1900 Benz Ideal 3 1/2hp Dos-à-Dos Spindle-back Four-seater  Chassis no. 2267A Engine no. 2595

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Lot 611
1900 Benz Ideal 3 1/2hp Dos-à-Dos Spindle-back Four-seater
Registration no. BS 8428 Chassis no. 2267A Engine no. 2595

Sold for £ 133,500 (US$ 168,117) inc. premium
1900 Benz Ideal 3 1/2hp Dos-à-Dos Spindle-back Four-seater
Registration no. BS 8428
Chassis no. 2267A
Engine no. 2595

Footnotes

  • The first internal combustion-engined car which performed with any degree of success is generally attributed to German engineer Carl Benz and was a spindly three-wheeler with massive horizontally-mounted engine. Following Carl Benz’s first faltering run in that car in the Autumn of 1885 the German Press wrote, ‘this engine – vélocipede will make a strong appeal to a large circle, as it should prove itself quite practical and useful to doctors, travellers and lovers of sport.’ This first effort developed not less than 0.9hp giving a top speed approaching 8mph. By 1892 Benz cars had four wheels and the Vélocipede (Vélo) introduced in 1894 had a single-cylinder engine developing 1.5hp. The Vélo was the best selling car of its day and engine refinements resulted in 3 1/2hp being developed by 1895 or so. This highly successful 3 1/2hp engine was to remain the backbone of production for Benz cars through to 1900. Benz had many imitators and their products were built under licence by other European manufacturers such as Hurtu, Star and Marshall. The basic Benz design was to influence motor car production from 1885 to 1900 and only the arrival of the new ‘Système Panhard’ and also De Dion Bouton’s fast-revving vertical engines was to sound its deathknell. This Ideal model, a refinement on the Vélo theme, features the then highly fashionable Dos-à-Dos body styling, borrowing much from horsedrawn carriage design with smaller front wheels and large rear wheels. The Dos-à-Dos design comfortably accommodated four passengers and the vertical tiller steering was surprisingly precise and light, although the driver of such a vehicle needs more than the normal complement of hands to manipulate the car to perfection. The Ideal of 1900 also featured an intermediary mechanical gearbox in the belt and chain final drive system. Solid tyres were still the order of the day in 1900 but suspension was good with full elliptic front and rear springing and also a full elliptic transverse front spring. Ignition was by trembler coil and lighting by candle lamps, in this case by Aquilas Ferrara, Fratelli Santini.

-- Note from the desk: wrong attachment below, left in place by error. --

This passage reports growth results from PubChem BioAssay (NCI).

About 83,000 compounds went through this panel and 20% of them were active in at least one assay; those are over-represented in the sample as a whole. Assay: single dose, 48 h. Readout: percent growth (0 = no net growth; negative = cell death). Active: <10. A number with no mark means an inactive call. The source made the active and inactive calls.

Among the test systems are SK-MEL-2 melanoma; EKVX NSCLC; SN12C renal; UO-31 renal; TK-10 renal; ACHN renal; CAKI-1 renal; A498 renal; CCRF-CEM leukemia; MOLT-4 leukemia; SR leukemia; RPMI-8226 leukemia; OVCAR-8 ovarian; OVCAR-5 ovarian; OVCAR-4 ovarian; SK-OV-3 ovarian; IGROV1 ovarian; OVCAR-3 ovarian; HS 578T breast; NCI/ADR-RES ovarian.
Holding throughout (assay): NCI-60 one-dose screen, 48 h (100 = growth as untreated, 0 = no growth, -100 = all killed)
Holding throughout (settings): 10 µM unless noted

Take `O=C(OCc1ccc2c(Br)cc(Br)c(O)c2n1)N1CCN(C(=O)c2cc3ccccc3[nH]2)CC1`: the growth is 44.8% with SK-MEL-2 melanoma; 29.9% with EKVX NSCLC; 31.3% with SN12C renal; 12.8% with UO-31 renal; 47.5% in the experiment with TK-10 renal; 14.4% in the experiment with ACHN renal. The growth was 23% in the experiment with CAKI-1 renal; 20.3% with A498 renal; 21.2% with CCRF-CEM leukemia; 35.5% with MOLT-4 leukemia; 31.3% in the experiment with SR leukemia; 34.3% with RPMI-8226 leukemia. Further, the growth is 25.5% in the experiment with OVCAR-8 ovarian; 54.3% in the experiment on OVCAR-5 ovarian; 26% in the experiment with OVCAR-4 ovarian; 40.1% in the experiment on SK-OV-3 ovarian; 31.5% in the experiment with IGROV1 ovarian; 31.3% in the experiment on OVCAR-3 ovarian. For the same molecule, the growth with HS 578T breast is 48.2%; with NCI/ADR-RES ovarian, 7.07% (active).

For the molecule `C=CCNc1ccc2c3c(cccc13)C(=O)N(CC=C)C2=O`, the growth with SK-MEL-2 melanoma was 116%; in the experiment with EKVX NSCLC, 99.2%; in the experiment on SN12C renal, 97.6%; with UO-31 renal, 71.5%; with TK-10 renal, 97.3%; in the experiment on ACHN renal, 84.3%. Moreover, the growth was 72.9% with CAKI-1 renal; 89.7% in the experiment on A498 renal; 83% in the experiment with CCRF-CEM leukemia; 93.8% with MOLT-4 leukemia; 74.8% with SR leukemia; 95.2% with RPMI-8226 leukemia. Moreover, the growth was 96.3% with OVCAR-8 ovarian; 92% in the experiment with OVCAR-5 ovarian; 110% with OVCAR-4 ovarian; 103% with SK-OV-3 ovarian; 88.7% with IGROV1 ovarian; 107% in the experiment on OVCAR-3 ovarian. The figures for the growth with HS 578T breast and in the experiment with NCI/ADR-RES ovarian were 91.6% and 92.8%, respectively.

This particularly attractive Victorian motor car is presented in dark green livery with old gold coachlining. It has been known to the Veteran Car Club for many years and a dashboard plaque records renovation by pioneer veteran car restorer H F Welham of Surbiton in 1954 – one of many cars to pass through the hands of that noted enthusiast and restorer. Later restoration has been carried out in more recent years while in overseas ownership in a major collection. The car returned to these shores two or three years ago and is U.K. registered. It participated in the 2006 London to Brighton Veteran Car Run and prospective buyers should note that this car has the valuable advantage of being an early starter on the London to Brighton Run, almost certainly qualifying to leave in the first batch of 50 cars, thus facilitating a more easy run through the London traffic and timely arrival at Madeira Drive. The car is MoT tested to March 2008 and licenced to February next year and comes with certification of authenticity from the Society of Automotive Historians in Britain and the Science Museum in London. It is also officially dated by the V.C.C. (Certificate no.413).
1900 Benz Ideal 3 1/2hp Dos-à-Dos Spindle-back Four-seater  Chassis no. 2267A Engine no. 2595
1900 Benz Ideal 3 1/2hp Dos-à-Dos Spindle-back Four-seater  Chassis no. 2267A Engine no. 2595
1900 Benz Ideal 3 1/2hp Dos-à-Dos Spindle-back Four-seater  Chassis no. 2267A Engine no. 2595
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